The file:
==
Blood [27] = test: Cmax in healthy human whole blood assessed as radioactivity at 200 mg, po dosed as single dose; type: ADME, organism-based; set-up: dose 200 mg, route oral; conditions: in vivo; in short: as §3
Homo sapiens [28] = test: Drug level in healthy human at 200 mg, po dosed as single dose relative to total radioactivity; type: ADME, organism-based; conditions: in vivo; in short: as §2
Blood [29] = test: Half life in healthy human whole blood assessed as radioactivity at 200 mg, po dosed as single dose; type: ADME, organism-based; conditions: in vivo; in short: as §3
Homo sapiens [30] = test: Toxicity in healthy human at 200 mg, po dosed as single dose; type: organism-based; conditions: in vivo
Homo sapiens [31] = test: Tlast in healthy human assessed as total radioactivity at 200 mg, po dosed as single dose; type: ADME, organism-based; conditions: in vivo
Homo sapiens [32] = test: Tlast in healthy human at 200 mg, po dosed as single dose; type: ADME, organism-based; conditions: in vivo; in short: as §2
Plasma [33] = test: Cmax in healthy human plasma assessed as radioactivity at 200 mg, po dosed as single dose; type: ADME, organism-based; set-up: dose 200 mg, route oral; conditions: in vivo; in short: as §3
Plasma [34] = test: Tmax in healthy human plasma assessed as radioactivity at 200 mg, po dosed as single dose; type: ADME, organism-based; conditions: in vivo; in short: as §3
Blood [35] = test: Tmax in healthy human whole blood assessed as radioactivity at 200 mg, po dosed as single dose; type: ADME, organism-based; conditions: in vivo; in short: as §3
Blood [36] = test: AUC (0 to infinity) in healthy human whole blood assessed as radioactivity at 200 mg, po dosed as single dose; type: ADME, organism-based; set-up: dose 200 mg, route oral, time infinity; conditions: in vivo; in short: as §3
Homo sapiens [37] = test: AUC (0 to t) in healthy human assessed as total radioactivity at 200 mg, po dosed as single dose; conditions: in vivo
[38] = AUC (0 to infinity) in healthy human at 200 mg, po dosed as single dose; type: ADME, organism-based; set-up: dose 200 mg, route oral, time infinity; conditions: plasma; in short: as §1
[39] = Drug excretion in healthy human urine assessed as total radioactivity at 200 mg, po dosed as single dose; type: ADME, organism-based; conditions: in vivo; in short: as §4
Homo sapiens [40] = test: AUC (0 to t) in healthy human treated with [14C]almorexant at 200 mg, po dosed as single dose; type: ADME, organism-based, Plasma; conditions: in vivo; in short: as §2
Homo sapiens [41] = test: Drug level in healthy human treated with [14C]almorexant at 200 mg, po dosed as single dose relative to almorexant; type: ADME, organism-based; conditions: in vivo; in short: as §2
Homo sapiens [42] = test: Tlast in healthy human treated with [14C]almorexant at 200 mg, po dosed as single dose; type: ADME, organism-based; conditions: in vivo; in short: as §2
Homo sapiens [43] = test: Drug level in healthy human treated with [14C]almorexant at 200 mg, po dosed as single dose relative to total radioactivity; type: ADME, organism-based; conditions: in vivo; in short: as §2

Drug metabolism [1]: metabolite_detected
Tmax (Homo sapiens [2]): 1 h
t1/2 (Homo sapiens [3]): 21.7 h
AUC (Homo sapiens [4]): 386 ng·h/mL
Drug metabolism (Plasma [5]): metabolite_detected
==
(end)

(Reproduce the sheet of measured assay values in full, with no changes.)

Blood [27] = test: Cmax in healthy human whole blood assessed as radioactivity at 200 mg, po dosed as single dose; type: ADME, organism-based; set-up: dose 200 mg, route oral; conditions: in vivo; in short: as §3
Homo sapiens [28] = test: Drug level in healthy human at 200 mg, po dosed as single dose relative to total radioactivity; type: ADME, organism-based; conditions: in vivo; in short: as §2
Blood [29] = test: Half life in healthy human whole blood assessed as radioactivity at 200 mg, po dosed as single dose; type: ADME, organism-based; conditions: in vivo; in short: as §3
Homo sapiens [30] = test: Toxicity in healthy human at 200 mg, po dosed as single dose; type: organism-based; conditions: in vivo
Homo sapiens [31] = test: Tlast in healthy human assessed as total radioactivity at 200 mg, po dosed as single dose; type: ADME, organism-based; conditions: in vivo
Homo sapiens [32] = test: Tlast in healthy human at 200 mg, po dosed as single dose; type: ADME, organism-based; conditions: in vivo; in short: as §2
Plasma [33] = test: Cmax in healthy human plasma assessed as radioactivity at 200 mg, po dosed as single dose; type: ADME, organism-based; set-up: dose 200 mg, route oral; conditions: in vivo; in short: as §3
Plasma [34] = test: Tmax in healthy human plasma assessed as radioactivity at 200 mg, po dosed as single dose; type: ADME, organism-based; conditions: in vivo; in short: as §3
Blood [35] = test: Tmax in healthy human whole blood assessed as radioactivity at 200 mg, po dosed as single dose; type: ADME, organism-based; conditions: in vivo; in short: as §3
Blood [36] = test: AUC (0 to infinity) in healthy human whole blood assessed as radioactivity at 200 mg, po dosed as single dose; type: ADME, organism-based; set-up: dose 200 mg, route oral, time infinity; conditions: in vivo; in short: as §3
Homo sapiens [37] = test: AUC (0 to t) in healthy human assessed as total radioactivity at 200 mg, po dosed as single dose; conditions: in vivo
[38] = AUC (0 to infinity) in healthy human at 200 mg, po dosed as single dose; type: ADME, organism-based; set-up: dose 200 mg, route oral, time infinity; conditions: plasma; in short: as §1
[39] = Drug excretion in healthy human urine assessed as total radioactivity at 200 mg, po dosed as single dose; type: ADME, organism-based; conditions: in vivo; in short: as §4
Homo sapiens [40] = test: AUC (0 to t) in healthy human treated with [14C]almorexant at 200 mg, po dosed as single dose; type: ADME, organism-based, Plasma; conditions: in vivo; in short: as §2
Homo sapiens [41] = test: Drug level in healthy human treated with [14C]almorexant at 200 mg, po dosed as single dose relative to almorexant; type: ADME, organism-based; conditions: in vivo; in short: as §2
Homo sapiens [42] = test: Tlast in healthy human treated with [14C]almorexant at 200 mg, po dosed as single dose; type: ADME, organism-based; conditions: in vivo; in short: as §2
Homo sapiens [43] = test: Drug level in healthy human treated with [14C]almorexant at 200 mg, po dosed as single dose relative to total radioactivity; type: ADME, organism-based; conditions: in vivo; in short: as §2

Drug metabolism [1]: metabolite_detected
Tmax (Homo sapiens [2]): 1 h
t1/2 (Homo sapiens [3]): 21.7 h
AUC (Homo sapiens [4]): 386 ng·h/mL
Drug metabolism (Plasma [5]): metabolite_detected